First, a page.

Pennsylvania’s Act 129 of 2012 which went into effect in August amends the Pennsylvania Landlord and Tenant Act to give landlords guidance on dealing with personal property left behind by tenants who vacate a rental property.
Before Act 129, no clear statutory or regulatory guidance for landlords and tenants regarding their respective rights and duties after the tenant vacates existed. Act 129 requires tenants to remove their personal property at the time that they relinquish possession of the property. A tenant is deemed to have relinquished the premises if there is an order of possession and execution in favor of the landlord, or if the tenant has physically vacated the premises; removed substantially all personal property and has provided a forwarding address or written notice that the tenant has vacated the premises.
If a tenant’s personal property remains after relinquishment of the premises, the landlord may send notice under Act 129 to the tenant that the property has been left behind. The tenant then has 10 days from the notice to contact the landlord and state whether the tenant intends to retrieve the property. If the tenant does not contact the landlord within the ten-day period, the landlord may dispose of the property. However, if the tenant contacts the landlord within the 10 day window and advises the landlord that the tenant’s intent is to retrieve the property, the landlord must store the property for 30 days at a site of the landlord’s choosing. Property retrieved within 10 days by a tenant may not incur storage charges from a landlord, however property retrieved after the 10 day window may incur a reasonable storage fee.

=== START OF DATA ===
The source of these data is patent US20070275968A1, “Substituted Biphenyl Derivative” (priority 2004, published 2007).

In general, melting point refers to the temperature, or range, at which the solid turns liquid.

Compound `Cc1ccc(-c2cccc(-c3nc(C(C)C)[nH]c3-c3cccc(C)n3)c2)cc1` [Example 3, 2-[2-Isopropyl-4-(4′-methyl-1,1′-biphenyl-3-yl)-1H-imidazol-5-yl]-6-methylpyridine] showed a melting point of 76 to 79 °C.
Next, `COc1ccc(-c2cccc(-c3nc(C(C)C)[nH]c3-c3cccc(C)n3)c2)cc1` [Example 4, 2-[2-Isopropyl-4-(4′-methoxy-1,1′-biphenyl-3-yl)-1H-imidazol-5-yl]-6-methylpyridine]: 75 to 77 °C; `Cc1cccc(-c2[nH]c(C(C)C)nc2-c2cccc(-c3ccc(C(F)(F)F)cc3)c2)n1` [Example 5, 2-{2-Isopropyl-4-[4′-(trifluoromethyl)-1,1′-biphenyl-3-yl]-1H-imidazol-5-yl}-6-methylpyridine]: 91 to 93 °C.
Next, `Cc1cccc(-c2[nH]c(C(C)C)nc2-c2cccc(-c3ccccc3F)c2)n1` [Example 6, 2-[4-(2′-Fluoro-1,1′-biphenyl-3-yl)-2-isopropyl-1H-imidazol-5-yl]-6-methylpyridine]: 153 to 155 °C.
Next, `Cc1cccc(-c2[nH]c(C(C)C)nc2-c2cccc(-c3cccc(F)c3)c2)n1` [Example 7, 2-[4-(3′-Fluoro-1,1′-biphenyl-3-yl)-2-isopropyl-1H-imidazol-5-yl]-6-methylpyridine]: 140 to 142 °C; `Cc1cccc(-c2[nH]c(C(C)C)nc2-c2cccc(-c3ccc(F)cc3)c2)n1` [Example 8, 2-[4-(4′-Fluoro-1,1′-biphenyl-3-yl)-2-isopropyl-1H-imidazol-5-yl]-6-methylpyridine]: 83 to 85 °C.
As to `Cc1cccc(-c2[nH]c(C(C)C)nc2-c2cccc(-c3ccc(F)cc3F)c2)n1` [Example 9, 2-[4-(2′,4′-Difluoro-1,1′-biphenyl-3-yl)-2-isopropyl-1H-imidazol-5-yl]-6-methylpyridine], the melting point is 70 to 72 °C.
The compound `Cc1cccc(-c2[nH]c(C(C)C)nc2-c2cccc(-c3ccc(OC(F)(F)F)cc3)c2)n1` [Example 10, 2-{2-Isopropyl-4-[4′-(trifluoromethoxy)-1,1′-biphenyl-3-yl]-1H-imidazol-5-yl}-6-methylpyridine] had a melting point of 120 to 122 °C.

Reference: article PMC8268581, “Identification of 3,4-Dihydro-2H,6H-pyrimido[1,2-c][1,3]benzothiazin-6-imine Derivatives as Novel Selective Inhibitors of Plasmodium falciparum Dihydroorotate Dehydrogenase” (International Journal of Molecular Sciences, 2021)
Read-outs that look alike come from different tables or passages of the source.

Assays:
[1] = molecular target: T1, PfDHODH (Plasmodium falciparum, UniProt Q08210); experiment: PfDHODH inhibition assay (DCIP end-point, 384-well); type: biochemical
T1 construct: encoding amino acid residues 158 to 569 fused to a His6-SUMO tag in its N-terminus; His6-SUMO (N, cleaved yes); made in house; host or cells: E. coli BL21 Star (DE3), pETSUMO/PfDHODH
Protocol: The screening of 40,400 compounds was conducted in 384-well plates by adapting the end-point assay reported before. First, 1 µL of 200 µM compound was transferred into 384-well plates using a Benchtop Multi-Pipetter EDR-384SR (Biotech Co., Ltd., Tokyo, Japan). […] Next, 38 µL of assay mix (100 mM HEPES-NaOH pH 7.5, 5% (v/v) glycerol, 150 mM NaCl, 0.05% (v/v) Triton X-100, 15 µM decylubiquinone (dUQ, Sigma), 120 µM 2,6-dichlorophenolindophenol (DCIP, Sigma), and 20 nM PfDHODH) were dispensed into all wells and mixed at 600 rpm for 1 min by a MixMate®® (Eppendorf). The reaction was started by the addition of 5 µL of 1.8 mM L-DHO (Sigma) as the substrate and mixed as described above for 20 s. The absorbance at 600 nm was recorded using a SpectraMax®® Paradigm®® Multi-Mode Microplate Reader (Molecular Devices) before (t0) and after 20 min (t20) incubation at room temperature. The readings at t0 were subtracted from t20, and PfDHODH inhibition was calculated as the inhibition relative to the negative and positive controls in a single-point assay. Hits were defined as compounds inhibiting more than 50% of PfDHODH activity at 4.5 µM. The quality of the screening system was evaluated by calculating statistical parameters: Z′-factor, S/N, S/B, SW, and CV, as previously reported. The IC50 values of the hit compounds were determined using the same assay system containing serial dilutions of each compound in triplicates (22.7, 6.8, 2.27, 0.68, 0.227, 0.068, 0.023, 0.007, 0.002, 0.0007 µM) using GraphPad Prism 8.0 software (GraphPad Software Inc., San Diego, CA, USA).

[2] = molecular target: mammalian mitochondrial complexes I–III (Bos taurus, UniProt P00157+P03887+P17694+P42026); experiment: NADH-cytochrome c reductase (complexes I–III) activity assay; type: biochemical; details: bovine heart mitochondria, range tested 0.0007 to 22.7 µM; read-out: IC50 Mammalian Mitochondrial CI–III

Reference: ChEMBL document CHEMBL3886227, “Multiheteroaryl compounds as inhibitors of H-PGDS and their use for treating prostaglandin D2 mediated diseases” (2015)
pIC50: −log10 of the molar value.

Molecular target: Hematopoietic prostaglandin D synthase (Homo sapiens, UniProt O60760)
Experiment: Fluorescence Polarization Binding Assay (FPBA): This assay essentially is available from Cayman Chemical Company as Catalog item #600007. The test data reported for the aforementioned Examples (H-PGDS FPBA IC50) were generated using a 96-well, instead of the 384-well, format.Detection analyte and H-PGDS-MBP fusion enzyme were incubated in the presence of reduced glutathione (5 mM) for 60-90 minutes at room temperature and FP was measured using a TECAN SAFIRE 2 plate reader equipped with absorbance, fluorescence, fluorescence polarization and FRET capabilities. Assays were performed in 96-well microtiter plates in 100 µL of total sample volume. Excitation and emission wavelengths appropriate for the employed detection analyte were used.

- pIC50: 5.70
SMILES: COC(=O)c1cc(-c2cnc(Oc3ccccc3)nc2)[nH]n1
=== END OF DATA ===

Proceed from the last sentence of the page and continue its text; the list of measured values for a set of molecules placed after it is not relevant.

While helpful to both landlords and tenants, the Act does impose statutory notice requirements, and savvy landlords should have their standard leases reviewed and updated by counsel in light of Act 129’s amendment of the Landlord and Tenant Act.